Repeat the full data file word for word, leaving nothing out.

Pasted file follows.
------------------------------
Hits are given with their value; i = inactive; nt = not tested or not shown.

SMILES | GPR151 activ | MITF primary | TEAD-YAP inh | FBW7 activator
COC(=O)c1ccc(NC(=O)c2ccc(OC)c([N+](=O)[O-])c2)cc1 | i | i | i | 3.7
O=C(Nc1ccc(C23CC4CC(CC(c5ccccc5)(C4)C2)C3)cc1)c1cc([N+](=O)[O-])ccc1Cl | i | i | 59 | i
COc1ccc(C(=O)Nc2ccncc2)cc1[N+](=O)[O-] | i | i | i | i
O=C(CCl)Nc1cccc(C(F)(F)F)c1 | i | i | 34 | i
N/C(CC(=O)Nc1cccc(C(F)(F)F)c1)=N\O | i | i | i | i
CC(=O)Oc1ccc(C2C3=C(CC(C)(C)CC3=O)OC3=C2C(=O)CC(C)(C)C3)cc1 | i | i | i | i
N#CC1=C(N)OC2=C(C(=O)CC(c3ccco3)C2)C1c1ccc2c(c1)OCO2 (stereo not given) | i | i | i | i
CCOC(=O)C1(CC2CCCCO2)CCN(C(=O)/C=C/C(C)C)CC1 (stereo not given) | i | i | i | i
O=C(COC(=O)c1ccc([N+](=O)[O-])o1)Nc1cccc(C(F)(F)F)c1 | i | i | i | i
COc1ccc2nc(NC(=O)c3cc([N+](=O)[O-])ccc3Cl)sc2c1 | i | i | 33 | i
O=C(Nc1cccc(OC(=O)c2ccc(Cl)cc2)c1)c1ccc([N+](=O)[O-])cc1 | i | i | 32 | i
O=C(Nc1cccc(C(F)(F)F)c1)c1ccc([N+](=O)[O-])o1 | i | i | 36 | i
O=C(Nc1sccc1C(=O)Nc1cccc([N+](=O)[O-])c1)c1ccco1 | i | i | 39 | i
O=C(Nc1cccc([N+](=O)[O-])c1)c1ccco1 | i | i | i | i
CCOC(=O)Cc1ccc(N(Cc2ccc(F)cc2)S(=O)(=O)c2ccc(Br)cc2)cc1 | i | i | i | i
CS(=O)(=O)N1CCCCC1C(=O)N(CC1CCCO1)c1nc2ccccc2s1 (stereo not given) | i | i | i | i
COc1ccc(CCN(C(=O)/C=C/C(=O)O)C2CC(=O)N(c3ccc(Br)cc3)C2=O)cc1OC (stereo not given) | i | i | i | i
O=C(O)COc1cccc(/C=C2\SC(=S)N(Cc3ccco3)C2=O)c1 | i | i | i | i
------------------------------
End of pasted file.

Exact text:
Hits are given with their value; i = inactive; nt = not tested or not shown.

SMILES | GPR151 activ | MITF primary | TEAD-YAP inh | FBW7 activator
COC(=O)c1ccc(NC(=O)c2ccc(OC)c([N+](=O)[O-])c2)cc1 | i | i | i | 3.7
O=C(Nc1ccc(C23CC4CC(CC(c5ccccc5)(C4)C2)C3)cc1)c1cc([N+](=O)[O-])ccc1Cl | i | i | 59 | i
COc1ccc(C(=O)Nc2ccncc2)cc1[N+](=O)[O-] | i | i | i | i
O=C(CCl)Nc1cccc(C(F)(F)F)c1 | i | i | 34 | i
N/C(CC(=O)Nc1cccc(C(F)(F)F)c1)=N\O | i | i | i | i
CC(=O)Oc1ccc(C2C3=C(CC(C)(C)CC3=O)OC3=C2C(=O)CC(C)(C)C3)cc1 | i | i | i | i
N#CC1=C(N)OC2=C(C(=O)CC(c3ccco3)C2)C1c1ccc2c(c1)OCO2 (stereo not given) | i | i | i | i
CCOC(=O)C1(CC2CCCCO2)CCN(C(=O)/C=C/C(C)C)CC1 (stereo not given) | i | i | i | i
O=C(COC(=O)c1ccc([N+](=O)[O-])o1)Nc1cccc(C(F)(F)F)c1 | i | i | i | i
COc1ccc2nc(NC(=O)c3cc([N+](=O)[O-])ccc3Cl)sc2c1 | i | i | 33 | i
O=C(Nc1cccc(OC(=O)c2ccc(Cl)cc2)c1)c1ccc([N+](=O)[O-])cc1 | i | i | 32 | i
O=C(Nc1cccc(C(F)(F)F)c1)c1ccc([N+](=O)[O-])o1 | i | i | 36 | i
O=C(Nc1sccc1C(=O)Nc1cccc([N+](=O)[O-])c1)c1ccco1 | i | i | 39 | i
O=C(Nc1cccc([N+](=O)[O-])c1)c1ccco1 | i | i | i | i
CCOC(=O)Cc1ccc(N(Cc2ccc(F)cc2)S(=O)(=O)c2ccc(Br)cc2)cc1 | i | i | i | i
CS(=O)(=O)N1CCCCC1C(=O)N(CC1CCCO1)c1nc2ccccc2s1 (stereo not given) | i | i | i | i
COc1ccc(CCN(C(=O)/C=C/C(=O)O)C2CC(=O)N(c3ccc(Br)cc3)C2=O)cc1OC (stereo not given) | i | i | i | i
O=C(O)COc1cccc(/C=C2\SC(=S)N(Cc3ccco3)C2=O)c1 | i | i | i | i